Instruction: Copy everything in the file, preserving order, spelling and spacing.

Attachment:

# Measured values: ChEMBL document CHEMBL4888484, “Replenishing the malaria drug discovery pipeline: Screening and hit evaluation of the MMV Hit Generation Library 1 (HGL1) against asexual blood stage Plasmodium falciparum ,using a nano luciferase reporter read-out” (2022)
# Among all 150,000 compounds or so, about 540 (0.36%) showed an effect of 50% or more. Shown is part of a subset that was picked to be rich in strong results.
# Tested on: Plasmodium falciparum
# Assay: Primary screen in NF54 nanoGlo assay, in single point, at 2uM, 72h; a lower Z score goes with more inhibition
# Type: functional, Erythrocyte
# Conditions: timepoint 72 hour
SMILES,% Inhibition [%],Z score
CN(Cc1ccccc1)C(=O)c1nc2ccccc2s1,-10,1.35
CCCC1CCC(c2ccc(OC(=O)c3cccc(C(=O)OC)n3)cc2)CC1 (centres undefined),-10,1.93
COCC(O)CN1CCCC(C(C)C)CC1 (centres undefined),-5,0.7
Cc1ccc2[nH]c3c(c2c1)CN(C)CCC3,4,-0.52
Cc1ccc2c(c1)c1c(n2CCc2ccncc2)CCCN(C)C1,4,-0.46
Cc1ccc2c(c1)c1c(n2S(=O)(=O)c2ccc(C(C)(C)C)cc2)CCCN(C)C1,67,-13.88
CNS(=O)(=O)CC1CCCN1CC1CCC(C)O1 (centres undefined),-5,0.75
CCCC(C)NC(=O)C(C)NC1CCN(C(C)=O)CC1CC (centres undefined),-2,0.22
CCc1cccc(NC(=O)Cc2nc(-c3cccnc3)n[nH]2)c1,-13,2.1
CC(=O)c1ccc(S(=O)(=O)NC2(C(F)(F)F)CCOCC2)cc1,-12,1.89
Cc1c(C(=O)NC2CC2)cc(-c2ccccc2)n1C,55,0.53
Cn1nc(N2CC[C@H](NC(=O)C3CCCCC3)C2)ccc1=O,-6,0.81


# Measured values: ChEMBL document CHEMBL4888484, “Replenishing the malaria drug discovery pipeline: Screening and hit evaluation of the MMV Hit Generation Library 1 (HGL1) against asexual blood stage Plasmodium falciparum ,using a nano luciferase reporter read-out” (2022)
# Among all 150,000 compounds or so, about 540 (0.36%) showed an effect of 50% or more. Shown is part of a subset that was picked to be rich in strong results.
# Tested on: Plasmodium falciparum
# Assay: Primary screen in NF54 nanoGlo assay, in single point, at 2uM, 72h; a lower Z score goes with more inhibition
# Type: functional, Erythrocyte
# Conditions: timepoint 72 hour
SMILES,% Inhibition [%],Z score
CN(Cc1ccccc1)C(=O)c1nc2ccccc2s1,-10,1.35
CCCC1CCC(c2ccc(OC(=O)c3cccc(C(=O)OC)n3)cc2)CC1 (centres undefined),-10,1.93
COCC(O)CN1CCCC(C(C)C)CC1 (centres undefined),-5,0.7
Cc1ccc2[nH]c3c(c2c1)CN(C)CCC3,4,-0.52
Cc1ccc2c(c1)c1c(n2CCc2ccncc2)CCCN(C)C1,4,-0.46
Cc1ccc2c(c1)c1c(n2S(=O)(=O)c2ccc(C(C)(C)C)cc2)CCCN(C)C1,67,-13.88
CNS(=O)(=O)CC1CCCN1CC1CCC(C)O1 (centres undefined),-5,0.75
CCCC(C)NC(=O)C(C)NC1CCN(C(C)=O)CC1CC (centres undefined),-2,0.22
CCc1cccc(NC(=O)Cc2nc(-c3cccnc3)n[nH]2)c1,-13,2.1
CC(=O)c1ccc(S(=O)(=O)NC2(C(F)(F)F)CCOCC2)cc1,-12,1.89
Cc1c(C(=O)NC2CC2)cc(-c2ccccc2)n1C,55,0.53
Cn1nc(N2CC[C@H](NC(=O)C3CCCCC3)C2)ccc1=O,-6,0.81